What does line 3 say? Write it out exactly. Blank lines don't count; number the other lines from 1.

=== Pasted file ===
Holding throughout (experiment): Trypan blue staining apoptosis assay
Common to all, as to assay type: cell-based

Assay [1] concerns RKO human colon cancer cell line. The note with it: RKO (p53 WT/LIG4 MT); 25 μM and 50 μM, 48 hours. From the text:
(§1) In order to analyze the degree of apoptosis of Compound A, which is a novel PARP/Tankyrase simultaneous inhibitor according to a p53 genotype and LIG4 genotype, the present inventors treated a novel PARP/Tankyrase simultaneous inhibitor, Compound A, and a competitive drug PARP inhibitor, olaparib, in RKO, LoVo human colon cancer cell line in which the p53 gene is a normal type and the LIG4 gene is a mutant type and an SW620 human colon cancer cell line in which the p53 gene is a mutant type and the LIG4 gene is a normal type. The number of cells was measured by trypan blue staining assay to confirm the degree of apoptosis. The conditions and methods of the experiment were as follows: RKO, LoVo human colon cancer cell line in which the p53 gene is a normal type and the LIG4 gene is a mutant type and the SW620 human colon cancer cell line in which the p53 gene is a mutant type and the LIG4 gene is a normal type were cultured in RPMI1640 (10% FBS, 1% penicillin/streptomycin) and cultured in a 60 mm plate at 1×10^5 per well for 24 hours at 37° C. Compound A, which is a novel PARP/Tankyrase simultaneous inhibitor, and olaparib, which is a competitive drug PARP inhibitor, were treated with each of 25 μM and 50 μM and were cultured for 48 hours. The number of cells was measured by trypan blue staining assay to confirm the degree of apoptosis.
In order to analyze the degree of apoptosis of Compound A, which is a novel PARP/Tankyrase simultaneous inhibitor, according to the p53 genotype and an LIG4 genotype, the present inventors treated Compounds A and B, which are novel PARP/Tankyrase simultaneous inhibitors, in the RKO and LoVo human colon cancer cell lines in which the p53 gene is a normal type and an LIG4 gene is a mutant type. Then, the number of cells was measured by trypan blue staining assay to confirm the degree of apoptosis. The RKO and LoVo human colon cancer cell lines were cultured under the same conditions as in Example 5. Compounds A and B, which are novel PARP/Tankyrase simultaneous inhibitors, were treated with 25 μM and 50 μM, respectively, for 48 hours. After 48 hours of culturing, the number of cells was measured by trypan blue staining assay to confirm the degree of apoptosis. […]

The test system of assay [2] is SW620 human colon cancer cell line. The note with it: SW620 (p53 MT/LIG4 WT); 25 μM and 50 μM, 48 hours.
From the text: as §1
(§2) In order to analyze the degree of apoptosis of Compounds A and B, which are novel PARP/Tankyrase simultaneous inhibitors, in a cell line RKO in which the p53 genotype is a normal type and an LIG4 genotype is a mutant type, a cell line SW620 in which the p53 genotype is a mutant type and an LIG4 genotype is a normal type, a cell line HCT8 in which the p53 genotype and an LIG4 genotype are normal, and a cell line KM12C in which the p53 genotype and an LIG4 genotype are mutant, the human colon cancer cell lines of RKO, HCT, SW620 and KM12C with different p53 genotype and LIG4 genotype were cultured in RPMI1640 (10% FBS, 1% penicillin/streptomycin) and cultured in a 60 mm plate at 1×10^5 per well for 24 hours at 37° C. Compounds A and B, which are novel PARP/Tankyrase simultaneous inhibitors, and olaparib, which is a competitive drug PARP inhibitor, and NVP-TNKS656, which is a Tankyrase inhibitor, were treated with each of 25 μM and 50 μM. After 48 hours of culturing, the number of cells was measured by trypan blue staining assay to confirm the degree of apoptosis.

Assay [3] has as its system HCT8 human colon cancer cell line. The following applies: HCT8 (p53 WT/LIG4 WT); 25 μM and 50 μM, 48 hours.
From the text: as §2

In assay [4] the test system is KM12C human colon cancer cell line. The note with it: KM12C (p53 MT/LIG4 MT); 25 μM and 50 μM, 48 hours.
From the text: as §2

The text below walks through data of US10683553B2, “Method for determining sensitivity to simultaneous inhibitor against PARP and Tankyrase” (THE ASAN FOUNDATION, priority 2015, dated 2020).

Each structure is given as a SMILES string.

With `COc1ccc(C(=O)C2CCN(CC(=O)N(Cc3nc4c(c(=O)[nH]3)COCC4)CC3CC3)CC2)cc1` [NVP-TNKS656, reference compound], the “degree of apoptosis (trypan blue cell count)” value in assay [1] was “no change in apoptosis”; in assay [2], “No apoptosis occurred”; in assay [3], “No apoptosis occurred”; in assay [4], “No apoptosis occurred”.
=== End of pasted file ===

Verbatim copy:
Assay [1] concerns RKO human colon cancer cell line. The note with it: RKO (p53 WT/LIG4 MT); 25 μM and 50 μM, 48 hours. From the text: